Her lawyers are trying to strike a compromise with Rep. Trey Gowdy, the Republican from South Carolina who is leading an investigation of the Benghazi attacks, to have her testify in public. A Clinton spokesman, Brian Fallon, appeared this week in a campaign video adopting a genial, Wally Cleaver manner as he attempted to eviscerate the new book "Clinton Cash" and the credibility of its author, Peter Schweizer.
The steadier hand is particularly noticeable to old Obama aides, who recall Clinton as a more tactical than strategic-minded opponent in 2008.
"Her presidential campaign seems a lot less distracted by the day-to-day news stories than it was in 2008," said Bill Burton, who was the press secretary for Obama’s first presidential campaign. "That means her ability to project a clear-eyed focus on the American people is a lot more effective."
Her near-term strategy, in the view of some Republicans and political analysts, is to catch up with the steady migration of many Democratic primary voters to the left wing of their party.
"Secretary Clinton has always run the campaign that she has politically calculated is the most advantageous for her at the time," said Tim Miller, a spokesman for Jeb Bush, the former Florida governor and a likely Republican candidate. "She’s making a tactical choice that her best chance at winning is to protect her left flank from a challenge and run a divisive general election campaign."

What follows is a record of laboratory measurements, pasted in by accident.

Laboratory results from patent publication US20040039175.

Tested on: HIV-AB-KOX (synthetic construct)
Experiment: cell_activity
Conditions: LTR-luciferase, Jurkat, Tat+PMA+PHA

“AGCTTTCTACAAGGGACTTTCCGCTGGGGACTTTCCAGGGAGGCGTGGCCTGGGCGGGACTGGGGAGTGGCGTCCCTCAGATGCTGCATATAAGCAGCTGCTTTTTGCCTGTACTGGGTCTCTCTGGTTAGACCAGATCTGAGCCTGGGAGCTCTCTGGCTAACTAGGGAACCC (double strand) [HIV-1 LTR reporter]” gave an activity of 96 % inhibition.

New opinion polls this week suggested Clinton’s approach is working, especially among Democrats. Americans now view her more favorably than they did earlier this year, despite weeks of critical reports about her use of personal email and about donations to the Clinton Foundation, according to a New York Times/CBS News poll. Four out of 5 Democrats say she is honest and trustworthy, and that she shares the values most Americans try to live by.
One important challenge will be following up on her rhetoric with policy details. After Clinton’s remarks on immigration in Las Vegas, the White House press secretary, Josh Earnest, said Obama had used "as much authority as he could" to help parents and others facing deportation, and appeared at a loss about what more Clinton might do.
Clinton advisers said Wednesday that she wanted to try an additional approach of providing a new application process for some parents who are illegal immigrants to pursue a path toward citizenship.
It remains to be seen how this would work in practice and what positions Clinton will take on complex economic issues that she has barely begun to tackle. But her allies in the Democratic Party seem grateful to have so much now on which to agree with her.
"My sense is that she rightfully perceives a much better political landscape for her today than eight years ago," said Carter Eskew, a Democratic political consultant who is not involved with her campaign.
"Then, voters were looking for a clean break from President Bush, and she carried the burden of voting for the Iraq war," he continued. "In this cycle, voters seem to be much more focused on candidates with confidence, experience and perceived ability to get things done — which have always been her greatest strengths. Unless Republicans crack those, they may find running against her very frustrating."